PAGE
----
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Zane Phillips is channeling his inner Greek hero for a good cause

Zane Phillips is channeling his inner Greek hero for a good cause

Zane Phillips for Awe Inspired
Courtesy of Awe Inspired

The Fire Island and Glamorous actor tells Out what he considers to be his Achilles' heel, and shares details about collaborating with queer-founded jewelry brand Awe Inspired.


To kick off Pride Month in 2024, queer-founded jewelry brand Awe Inspired has partnered with Fire Island and Glamorous heartthrob Zane Phillips to launch the company's first-ever male pendant, the 'Achilles + Patroclus Necklace.' 100% of the proceeds from the necklace will be donated to GLSEN, an organization that focuses on supporting LGBTQ+ youth.

The new partnership with Phillips is Awe Inspired's fourth consecutive Pride campaign — having collaborated with LGBTQ+ celebrities such as Pose star Indya Moore ('Marsha P. Johnson Pendant'), The L Word legend Leisha Hailey ('Sappho Necklace'), and RuPaul's Drag Race alum Kerri Colby ('Hermaphroditus Necklace') in the past. But as the company ventures into men's jewelry and celebrates "universal love" for Pride Month, approaching Phillips and being inspired by characters like Achilles and Patroclus felt like a no-brainer.

"Awe Inspired reached out and told me they were doing this Achilles and Patroclus piece as their first foray into men's jewelry," Phillips tells Out in an interview. "I was attracted to their pieces, which are really well done, and the fact that all proceeds from this necklace are going to GLSEN."

He adds, "It's really important for me to start getting more active and more involved in giving back to the community. This was a perfect opportunity for that."

Zane Phillips for Awe Inspired

Courtesy of Awe Inspired

Phillips has always tried to inspire young queer people on and off camera — an instinct informed by his own experiences searching for points of reference and role models when he was younger.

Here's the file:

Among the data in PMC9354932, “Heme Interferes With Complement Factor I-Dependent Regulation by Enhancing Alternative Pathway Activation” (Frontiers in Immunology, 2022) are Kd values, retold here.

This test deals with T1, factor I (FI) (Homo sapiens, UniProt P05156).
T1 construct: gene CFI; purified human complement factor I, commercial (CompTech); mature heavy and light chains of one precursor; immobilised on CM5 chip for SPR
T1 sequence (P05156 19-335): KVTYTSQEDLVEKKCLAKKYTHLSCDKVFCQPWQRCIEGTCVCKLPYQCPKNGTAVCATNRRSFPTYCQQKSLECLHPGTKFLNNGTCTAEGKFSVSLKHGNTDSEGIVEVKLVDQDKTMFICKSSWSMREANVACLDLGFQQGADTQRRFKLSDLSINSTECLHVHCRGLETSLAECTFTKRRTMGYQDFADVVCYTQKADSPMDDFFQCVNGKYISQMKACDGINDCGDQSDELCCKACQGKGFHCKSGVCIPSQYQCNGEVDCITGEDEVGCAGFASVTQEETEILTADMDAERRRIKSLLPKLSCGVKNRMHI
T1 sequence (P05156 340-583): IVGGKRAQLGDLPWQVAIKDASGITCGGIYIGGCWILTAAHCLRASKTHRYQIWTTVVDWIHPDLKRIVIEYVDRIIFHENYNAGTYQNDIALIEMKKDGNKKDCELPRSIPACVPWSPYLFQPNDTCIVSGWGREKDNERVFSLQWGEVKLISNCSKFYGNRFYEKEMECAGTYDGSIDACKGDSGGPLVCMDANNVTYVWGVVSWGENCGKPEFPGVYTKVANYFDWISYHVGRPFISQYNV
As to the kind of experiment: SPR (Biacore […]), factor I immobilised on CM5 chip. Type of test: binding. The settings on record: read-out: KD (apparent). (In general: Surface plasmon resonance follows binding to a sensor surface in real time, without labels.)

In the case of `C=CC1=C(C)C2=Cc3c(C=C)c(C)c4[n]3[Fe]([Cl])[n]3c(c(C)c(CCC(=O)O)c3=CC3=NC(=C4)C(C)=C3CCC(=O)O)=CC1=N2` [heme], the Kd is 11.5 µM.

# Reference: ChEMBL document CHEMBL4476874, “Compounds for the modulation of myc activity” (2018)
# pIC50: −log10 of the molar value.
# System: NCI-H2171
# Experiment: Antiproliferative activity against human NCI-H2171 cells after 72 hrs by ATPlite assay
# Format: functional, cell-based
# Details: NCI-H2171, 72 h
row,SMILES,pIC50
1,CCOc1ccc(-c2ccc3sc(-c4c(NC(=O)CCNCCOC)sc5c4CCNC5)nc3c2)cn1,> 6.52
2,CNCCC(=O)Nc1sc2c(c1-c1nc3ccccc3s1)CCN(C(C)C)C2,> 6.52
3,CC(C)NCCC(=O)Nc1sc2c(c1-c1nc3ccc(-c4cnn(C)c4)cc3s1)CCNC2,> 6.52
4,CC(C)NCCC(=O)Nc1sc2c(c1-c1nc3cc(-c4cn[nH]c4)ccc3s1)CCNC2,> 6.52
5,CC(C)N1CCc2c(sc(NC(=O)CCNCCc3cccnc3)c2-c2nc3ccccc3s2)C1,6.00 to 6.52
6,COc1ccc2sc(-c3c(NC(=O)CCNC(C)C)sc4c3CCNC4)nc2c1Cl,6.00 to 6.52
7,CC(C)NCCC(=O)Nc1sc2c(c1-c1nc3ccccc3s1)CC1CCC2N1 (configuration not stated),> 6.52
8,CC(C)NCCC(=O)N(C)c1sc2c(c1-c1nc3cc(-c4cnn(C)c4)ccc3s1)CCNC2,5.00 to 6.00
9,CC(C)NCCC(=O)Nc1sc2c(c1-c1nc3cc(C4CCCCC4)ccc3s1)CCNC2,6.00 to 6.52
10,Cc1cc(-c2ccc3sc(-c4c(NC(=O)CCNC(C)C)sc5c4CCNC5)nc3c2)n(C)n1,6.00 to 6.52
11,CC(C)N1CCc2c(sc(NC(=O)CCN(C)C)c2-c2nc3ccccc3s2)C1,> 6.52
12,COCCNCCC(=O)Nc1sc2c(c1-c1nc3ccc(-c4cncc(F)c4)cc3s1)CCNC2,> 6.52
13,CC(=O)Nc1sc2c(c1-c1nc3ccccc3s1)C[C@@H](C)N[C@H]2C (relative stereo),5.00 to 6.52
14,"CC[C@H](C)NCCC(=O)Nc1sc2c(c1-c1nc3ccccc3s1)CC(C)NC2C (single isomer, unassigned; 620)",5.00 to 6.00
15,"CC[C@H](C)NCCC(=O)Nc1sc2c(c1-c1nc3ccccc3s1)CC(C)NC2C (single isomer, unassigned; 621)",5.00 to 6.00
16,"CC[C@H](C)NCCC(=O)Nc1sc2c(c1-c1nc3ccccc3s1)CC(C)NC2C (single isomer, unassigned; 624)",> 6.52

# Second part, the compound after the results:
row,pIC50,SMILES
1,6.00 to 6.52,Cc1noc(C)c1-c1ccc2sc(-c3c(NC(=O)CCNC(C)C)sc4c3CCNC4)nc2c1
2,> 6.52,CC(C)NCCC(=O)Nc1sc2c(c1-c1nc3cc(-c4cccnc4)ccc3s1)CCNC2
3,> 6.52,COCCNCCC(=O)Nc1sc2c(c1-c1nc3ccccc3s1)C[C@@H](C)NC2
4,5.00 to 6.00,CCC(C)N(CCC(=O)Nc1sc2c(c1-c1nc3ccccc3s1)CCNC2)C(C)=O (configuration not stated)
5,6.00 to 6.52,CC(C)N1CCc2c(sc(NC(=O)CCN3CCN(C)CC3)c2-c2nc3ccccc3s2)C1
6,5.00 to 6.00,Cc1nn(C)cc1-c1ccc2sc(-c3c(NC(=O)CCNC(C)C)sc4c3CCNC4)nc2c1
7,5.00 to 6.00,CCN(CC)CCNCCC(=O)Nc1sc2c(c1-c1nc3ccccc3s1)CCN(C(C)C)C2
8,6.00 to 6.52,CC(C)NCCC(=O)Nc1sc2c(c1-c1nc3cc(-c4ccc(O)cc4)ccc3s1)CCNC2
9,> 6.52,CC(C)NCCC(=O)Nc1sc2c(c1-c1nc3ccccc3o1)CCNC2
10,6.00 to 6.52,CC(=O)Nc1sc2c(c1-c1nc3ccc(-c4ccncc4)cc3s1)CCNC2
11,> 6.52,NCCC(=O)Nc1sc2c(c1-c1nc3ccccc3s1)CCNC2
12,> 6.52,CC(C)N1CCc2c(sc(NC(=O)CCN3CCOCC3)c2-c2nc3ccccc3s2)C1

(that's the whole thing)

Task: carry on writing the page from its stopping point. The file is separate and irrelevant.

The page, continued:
"I'm living a life that is open, free, and not constrained by the discrimination that we're facing. A full, complete life in spite of all of that," he says. "For me, growing up, I really wanted proof that you could be out and still succeed. That you could be happy and have rich relationships. There's always going to be someone who doesn't support you. Growing up as a queer youth, we have to figure out, 'How do I lead a happy life and stop paying attention to that?'"

He adds, "And it's hard, especially what we're seeing now, policy-wise. You can't escape a lot of this stuff. If you're a trans teen in certain states, people are targeting your existence to be minimized, or even erased. It's important for us to show queer youth that they have people who are supporting them, who want to give them a voice, who want to give them the space that they need to head into the better years of their lives."

Despite the significant progress we've made in the last few decades, many of us in the LGBTQ+ community are entering this year's Pride Month with hesitation, anxiety, and lots of questions about our stories, identities, legal rights, careers, safe spaces, history, and existence.

When asked to share how he feels about Pride Month in 2024, Phillips briefly pauses, and we acknowledge that this can be quite a loaded question.

He replies, "I'm feeling very pensive, you know what I mean? Which is a funny thing to feel during such a loud and crazy month. It's been a hard year for the industry, and a hard year for queer creatives in the industry. There's still a lot we have to do. [It's] a lot of hard work, being openly queer in this industry."

"You think that you're out, and it's fine, and that will carry you," he goes on. "But the reality is that you have to constantly juggle this balance of, 'How does my sexuality interface with my work?' It's a mental game, and it's something that I've been thinking about because I've had a lot of time on my hands."